To that end, if a health center patient requires a prescription for intellectual sustenance, Codman Square helps fill that need with a twice weekly course on humanities and art. The course, called the Clemente Course, is one of 31 given around the country (and one of five in Massachusetts). It offers a cultural dive into the great books and ideas of world history — Socrates, Shakespeare, Aristotle, Plato, Homer and writers such as Langston Hughes and Zora Neale Hurston. Students are also exposed to a wide-ranging swath of art history, from Mesopotamia to Pablo Picasso and Andy Warhol. There are classes in moral philosophy, literature, American history, art history and writing. The students meet for two semesters. To be eligible for admission a student cannot have graduated from college and must live in a household getting by on less than what is considered a living wage in Boston (about $13.42 an hour for one person). The classes are free. Once the course is complete each student receives six credits from Bard College in New York State that can be transferred to another learning institution.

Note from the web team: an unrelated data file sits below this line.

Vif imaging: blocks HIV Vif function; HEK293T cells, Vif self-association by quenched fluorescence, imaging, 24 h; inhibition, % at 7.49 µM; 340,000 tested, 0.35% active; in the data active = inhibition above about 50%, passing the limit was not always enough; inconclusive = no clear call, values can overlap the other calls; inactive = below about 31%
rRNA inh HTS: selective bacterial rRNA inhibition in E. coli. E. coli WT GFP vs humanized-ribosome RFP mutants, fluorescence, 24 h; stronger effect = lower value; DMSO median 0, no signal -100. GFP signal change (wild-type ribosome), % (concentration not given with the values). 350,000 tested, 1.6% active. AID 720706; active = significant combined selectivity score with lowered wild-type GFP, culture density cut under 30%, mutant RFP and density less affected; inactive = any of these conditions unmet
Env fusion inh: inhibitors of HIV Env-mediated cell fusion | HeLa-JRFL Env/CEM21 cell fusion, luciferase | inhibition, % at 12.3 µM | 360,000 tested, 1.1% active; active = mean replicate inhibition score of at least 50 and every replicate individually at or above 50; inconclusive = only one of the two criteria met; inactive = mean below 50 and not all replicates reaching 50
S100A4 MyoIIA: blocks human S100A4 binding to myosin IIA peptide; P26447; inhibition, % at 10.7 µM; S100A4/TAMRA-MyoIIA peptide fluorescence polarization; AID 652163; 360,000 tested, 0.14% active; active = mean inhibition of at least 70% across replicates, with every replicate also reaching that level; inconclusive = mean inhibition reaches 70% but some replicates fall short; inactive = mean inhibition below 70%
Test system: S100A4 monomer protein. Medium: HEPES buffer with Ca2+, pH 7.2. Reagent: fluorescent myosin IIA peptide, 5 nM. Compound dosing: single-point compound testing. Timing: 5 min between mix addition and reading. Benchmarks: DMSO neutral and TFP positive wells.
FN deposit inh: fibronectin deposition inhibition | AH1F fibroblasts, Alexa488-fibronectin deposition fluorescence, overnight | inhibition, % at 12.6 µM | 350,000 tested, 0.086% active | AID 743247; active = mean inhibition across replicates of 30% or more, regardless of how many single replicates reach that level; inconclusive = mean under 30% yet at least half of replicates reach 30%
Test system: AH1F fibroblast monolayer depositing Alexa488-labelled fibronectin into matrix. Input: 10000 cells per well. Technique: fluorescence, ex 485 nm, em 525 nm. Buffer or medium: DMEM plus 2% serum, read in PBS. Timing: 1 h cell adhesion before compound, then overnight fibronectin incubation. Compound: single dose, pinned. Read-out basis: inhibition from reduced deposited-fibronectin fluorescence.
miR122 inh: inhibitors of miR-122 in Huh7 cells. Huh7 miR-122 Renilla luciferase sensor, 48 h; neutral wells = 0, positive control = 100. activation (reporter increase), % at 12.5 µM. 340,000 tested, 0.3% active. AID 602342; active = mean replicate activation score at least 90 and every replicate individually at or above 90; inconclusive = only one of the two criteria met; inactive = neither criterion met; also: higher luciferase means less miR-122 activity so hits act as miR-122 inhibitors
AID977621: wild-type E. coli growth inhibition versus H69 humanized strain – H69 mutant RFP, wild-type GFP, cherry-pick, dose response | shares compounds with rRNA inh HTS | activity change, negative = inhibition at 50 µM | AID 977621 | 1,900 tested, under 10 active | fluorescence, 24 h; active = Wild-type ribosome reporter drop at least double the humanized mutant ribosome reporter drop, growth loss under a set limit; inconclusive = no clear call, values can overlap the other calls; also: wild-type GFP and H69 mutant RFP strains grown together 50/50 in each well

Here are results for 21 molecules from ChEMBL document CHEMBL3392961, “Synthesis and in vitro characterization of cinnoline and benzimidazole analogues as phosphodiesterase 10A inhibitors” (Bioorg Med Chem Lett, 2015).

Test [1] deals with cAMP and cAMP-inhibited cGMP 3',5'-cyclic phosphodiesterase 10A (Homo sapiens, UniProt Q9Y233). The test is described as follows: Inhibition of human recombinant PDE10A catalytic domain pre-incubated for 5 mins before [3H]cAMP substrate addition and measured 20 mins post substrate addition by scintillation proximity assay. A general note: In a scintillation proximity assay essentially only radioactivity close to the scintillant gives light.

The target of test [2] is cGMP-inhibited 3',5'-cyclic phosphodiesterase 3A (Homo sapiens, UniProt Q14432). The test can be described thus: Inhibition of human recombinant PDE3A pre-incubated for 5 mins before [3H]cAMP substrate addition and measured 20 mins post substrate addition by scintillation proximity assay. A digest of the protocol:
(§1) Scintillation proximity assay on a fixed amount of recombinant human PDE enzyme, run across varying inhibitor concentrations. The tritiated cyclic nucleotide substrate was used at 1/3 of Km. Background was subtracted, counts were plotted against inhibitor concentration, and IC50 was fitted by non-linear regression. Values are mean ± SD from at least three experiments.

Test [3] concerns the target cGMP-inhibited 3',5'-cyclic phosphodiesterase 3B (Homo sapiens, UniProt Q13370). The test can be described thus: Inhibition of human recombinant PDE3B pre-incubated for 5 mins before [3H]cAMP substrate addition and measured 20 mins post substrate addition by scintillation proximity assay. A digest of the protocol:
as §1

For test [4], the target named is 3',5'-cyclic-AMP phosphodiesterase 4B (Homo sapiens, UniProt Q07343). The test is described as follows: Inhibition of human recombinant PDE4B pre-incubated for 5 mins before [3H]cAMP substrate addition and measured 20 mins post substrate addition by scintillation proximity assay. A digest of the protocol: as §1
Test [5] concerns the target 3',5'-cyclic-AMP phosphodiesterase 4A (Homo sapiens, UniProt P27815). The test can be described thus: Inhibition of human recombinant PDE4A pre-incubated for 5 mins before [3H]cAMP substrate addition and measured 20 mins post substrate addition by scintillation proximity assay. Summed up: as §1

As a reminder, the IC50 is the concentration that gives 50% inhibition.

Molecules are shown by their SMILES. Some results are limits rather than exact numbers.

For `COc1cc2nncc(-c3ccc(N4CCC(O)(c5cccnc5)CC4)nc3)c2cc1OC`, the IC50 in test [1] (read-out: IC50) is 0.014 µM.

More > ...

Jun 9, 2017

Giant kinetic pinwheels in Whirligig Park, NC

Photograph by Bruce DeBoer for Washington Post

By David Montgomery

The wind is up in Wilson, N.C. Giant pinwheels and propellers start spinning atop tall and spindly kinetic sculptures called whirligigs, which have been erected on a village green being developed into Whirligig Park. The rotating wheels drive chains, belts and shafts that, in turn, set in motion whimsical characters and shapes. Little bicycle riders and unicyclists pedal and wave, helicopters hover, birds flap their wings, fighter planes change course.